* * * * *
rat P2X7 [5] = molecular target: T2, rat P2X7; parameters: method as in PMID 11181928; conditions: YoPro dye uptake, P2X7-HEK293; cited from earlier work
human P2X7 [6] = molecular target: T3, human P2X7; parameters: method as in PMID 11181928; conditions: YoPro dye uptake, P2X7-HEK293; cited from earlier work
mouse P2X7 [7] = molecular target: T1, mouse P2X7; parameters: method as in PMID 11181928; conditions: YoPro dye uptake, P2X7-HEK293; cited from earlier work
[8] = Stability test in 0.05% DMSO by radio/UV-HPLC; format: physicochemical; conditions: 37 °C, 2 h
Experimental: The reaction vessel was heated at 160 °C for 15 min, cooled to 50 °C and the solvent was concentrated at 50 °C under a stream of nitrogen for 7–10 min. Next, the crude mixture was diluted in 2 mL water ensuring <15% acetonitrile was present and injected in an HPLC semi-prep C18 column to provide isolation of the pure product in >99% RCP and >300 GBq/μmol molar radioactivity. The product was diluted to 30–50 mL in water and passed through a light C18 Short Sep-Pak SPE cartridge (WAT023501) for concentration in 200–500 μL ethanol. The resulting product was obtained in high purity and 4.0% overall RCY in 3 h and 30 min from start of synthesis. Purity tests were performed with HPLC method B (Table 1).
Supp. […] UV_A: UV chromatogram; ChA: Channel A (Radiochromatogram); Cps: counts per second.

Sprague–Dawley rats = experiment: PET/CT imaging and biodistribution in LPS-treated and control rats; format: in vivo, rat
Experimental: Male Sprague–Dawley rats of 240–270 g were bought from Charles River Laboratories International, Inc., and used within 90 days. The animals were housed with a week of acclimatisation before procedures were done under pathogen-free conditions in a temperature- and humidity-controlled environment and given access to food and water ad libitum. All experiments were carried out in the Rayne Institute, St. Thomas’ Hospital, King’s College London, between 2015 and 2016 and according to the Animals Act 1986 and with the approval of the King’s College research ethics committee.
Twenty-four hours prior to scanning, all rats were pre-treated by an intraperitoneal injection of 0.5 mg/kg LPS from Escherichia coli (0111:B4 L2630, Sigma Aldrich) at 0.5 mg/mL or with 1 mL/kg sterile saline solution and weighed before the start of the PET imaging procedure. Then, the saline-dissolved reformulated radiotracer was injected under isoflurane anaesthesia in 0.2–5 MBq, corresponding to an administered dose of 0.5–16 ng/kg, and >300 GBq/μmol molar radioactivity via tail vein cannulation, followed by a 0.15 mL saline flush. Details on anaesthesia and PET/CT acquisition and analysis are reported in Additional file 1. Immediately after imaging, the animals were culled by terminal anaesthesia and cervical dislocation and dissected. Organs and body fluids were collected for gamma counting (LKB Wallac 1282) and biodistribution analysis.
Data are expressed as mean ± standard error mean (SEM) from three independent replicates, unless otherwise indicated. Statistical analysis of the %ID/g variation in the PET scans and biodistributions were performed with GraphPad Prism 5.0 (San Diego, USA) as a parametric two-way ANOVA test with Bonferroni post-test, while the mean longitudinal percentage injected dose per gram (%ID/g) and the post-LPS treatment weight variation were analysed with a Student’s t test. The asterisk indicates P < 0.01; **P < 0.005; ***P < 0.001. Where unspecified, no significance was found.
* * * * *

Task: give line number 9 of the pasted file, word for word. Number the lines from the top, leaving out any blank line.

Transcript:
Twenty-four hours prior to scanning, all rats were pre-treated by an intraperitoneal injection of 0.5 mg/kg LPS from Escherichia coli (0111:B4 L2630, Sigma Aldrich) at 0.5 mg/mL or with 1 mL/kg sterile saline solution and weighed before the start of the PET imaging procedure. Then, the saline-dissolved reformulated radiotracer was injected under isoflurane anaesthesia in 0.2–5 MBq, corresponding to an administered dose of 0.5–16 ng/kg, and >300 GBq/μmol molar radioactivity via tail vein cannulation, followed by a 0.15 mL saline flush. Details on anaesthesia and PET/CT acquisition and analysis are reported in Additional file 1. Immediately after imaging, the animals were culled by terminal anaesthesia and cervical dislocation and dissected. Organs and body fluids were collected for gamma counting (LKB Wallac 1282) and biodistribution analysis.